Will Kodak's Razor and Blade Pricing Strategy Succeed?

Essay by athorn343University, Bachelor'sB+, February 2008

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I believe Kodak's strategy will succeed. Why shouldn't the company that started the photo business a century ago enter the printer business, particularly with an eye on getting more of us to print our digital photos? The Kodak brand has always ranked among the top in the world by name recognition and quality. Eastman Kodak has built its brand loyalty since 1888 when George Eastman produced the first camera that simplified the complex process of photography and made it available to everyone. Since then, Kodak has pioneered many new products to numerous markets for a multitude of reasons: pleasure, business, medical, scientific, and entertainment. In the early years of 2000, Kodak was faced with a huge challenge as their main driver of revenue, camera film and processing was losing popularity. Technology was driving the trend to go digital and Kodak's film business was clearly in jeopardy. Kodak shifted their main focus to digital and over the last six years has become a leader in the market today.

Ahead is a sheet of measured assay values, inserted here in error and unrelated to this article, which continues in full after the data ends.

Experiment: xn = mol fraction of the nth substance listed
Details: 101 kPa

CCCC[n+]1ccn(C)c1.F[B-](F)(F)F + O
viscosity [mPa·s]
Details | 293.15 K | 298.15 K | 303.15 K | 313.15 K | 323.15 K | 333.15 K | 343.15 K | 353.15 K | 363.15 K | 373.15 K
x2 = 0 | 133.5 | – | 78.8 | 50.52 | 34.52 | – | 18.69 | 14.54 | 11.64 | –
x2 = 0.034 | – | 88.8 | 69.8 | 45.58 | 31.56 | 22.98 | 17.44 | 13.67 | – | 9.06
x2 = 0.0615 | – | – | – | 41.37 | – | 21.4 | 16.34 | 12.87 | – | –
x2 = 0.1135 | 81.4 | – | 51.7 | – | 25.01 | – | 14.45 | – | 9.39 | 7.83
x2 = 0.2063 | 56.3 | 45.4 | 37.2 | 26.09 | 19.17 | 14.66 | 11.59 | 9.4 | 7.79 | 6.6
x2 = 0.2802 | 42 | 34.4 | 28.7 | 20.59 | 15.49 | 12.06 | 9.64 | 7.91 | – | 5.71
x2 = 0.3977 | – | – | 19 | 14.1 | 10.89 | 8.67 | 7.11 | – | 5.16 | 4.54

In 2001, Kodak introduced the Easy Share System which consisted of a digital camera and docking station. The same year, Kodak acquired Ofoto, the leading online photography service.

As disruptive digital technologies have hollowed out Kodak's core film business, the company's stock price has dropped more than 60 percent since peaking 10 years ago. Kodak has laid off thousands of workers as part of a desperate attempt to re-invent itself over that decade. Kodak has appropriately tried to diversify beyond film, creating a portfolio of simple-to-use digital cameras, printers that plug directly into cameras, and a photo sharing Web site through its purchase of Ofoto in 2001. Unfortunately, Kodak's sagging stock price shows that these new businesses have not gotten big enough, fast enough to offset the decline of its old business. Disruption,